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Turkey angered by Sarkozy call to recognise Armenian genocide

Reuters/Tigran Mehrabyan
2 min

A Turkish minister has dismissed Nicolas Sarkozy’s call to accept that “genocide” was committed against Armenians at the end of the Ottoman empire. The French president made the call in Yerevan on a short tour of the Caucasus, due to end in Georgia on Friday afternoon.

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Sarkozy called on Ankara to make the decision “pretty soon”, threatening to pass a genocide denial law if it does not do so.

But Turkish European Affairs Minister Egemen Bagis accused him of bidding for the votes of France’s roughly half-a-million-strong Armenian community and told him to “define the future”, not the past.

"It would be better... if Monsieur Sarkozy abandons the role of historian and puts his mind to getting his country out of the economic gulf in which it finds itself," he said.

Armenia says up to 1.5 million Armenians were killed in 1915, when the Turks accused them of rising up in support of Russia’s invasion during World War I.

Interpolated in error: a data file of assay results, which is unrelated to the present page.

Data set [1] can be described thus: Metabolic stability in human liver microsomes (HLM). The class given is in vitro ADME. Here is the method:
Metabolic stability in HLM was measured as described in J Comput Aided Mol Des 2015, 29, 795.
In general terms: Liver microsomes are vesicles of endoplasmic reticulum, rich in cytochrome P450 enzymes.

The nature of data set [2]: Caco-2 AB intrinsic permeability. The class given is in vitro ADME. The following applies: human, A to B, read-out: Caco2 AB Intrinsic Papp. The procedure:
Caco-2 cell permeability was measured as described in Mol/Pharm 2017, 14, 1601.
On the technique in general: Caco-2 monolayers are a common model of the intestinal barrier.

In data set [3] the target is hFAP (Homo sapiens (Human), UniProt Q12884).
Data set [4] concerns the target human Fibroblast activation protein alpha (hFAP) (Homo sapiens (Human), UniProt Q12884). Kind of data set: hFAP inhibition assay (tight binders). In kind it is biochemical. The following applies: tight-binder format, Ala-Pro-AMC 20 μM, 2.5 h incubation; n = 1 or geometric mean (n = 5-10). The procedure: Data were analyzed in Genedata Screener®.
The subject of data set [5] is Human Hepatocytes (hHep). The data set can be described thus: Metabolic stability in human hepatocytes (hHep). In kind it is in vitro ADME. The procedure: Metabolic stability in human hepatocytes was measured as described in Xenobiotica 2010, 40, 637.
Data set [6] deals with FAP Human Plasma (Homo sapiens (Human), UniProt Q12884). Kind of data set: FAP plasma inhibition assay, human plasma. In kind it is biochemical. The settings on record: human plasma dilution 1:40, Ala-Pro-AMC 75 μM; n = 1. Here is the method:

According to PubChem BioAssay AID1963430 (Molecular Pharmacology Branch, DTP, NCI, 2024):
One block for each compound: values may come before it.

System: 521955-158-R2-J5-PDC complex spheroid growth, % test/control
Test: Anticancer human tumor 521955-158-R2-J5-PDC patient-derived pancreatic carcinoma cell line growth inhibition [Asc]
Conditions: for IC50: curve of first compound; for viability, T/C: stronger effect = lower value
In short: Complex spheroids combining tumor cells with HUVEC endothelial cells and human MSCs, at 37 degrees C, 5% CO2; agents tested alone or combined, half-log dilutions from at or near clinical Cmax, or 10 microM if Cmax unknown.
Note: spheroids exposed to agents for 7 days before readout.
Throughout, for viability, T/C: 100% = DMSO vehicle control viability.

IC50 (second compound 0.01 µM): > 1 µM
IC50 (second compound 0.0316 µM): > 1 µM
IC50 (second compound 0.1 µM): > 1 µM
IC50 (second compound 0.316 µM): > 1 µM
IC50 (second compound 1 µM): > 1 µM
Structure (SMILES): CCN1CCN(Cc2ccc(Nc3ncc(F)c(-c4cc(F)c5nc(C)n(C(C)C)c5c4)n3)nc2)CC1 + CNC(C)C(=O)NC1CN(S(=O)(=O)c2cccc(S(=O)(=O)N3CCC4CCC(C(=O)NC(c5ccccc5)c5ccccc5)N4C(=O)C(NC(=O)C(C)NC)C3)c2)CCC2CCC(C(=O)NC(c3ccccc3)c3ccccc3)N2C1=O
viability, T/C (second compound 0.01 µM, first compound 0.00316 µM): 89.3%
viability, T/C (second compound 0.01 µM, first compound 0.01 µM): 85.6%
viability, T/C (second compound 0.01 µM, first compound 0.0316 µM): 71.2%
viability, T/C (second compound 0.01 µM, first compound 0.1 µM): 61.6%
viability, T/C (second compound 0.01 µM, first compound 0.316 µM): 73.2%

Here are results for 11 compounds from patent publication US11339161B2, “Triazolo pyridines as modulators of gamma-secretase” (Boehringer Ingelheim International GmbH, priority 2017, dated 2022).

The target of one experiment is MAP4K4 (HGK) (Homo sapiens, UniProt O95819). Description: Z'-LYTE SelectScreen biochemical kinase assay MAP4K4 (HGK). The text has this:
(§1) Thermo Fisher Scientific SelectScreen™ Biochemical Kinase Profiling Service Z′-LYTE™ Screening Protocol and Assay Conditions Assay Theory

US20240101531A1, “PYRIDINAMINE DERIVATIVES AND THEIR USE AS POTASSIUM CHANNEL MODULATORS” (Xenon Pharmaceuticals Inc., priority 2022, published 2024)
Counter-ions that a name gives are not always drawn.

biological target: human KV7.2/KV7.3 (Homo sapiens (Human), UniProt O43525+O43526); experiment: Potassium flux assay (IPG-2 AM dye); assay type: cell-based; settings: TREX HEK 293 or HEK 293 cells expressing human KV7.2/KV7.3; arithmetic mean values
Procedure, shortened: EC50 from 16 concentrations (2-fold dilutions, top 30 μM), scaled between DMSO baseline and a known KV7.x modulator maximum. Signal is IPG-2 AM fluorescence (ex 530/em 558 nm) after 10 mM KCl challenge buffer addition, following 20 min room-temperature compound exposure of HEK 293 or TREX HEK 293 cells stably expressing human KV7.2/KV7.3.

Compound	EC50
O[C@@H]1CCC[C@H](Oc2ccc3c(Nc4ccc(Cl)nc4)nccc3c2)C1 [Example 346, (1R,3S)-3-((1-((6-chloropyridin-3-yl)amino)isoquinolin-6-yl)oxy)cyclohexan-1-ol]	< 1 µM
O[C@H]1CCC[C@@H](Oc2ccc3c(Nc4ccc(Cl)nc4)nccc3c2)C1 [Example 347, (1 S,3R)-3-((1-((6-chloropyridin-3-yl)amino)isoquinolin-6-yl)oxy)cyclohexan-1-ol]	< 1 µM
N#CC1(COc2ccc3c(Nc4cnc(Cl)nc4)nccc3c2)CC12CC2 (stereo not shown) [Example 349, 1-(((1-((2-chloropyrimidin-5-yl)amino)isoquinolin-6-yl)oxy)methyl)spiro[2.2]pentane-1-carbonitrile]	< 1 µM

Turkey says that the figure was no higher than 500,000 and that at least as many Turks were killed.

On Thursday Sarkozy declared Turkey’s refusal to accept the genocide label “unacceptable” and on Friday he declared that he would table a law in France that would make denying that the events were genocide a crime.

The lower house of the French parliament rejected such a move in 2007.

In 2009 Turkey and Armenia signed agreements opening the way to the establishment of diplomatic relations and the reopening of the border between them but they have yet to be ratified.

Sarkozy called on Turkey to choose “peace” and “reconciliation”, advice he also handed down to Armenia and Azerbaijan in relation to their dispute over the Azerbaijani enclave of Nagorno-Karabakh.

Sarkozy continues to Tblisi on Firday afternoon, three years after negotiating a ceasefire between Georgia and Russia, an agreement that the Georgians claim the Russians are not respecting.

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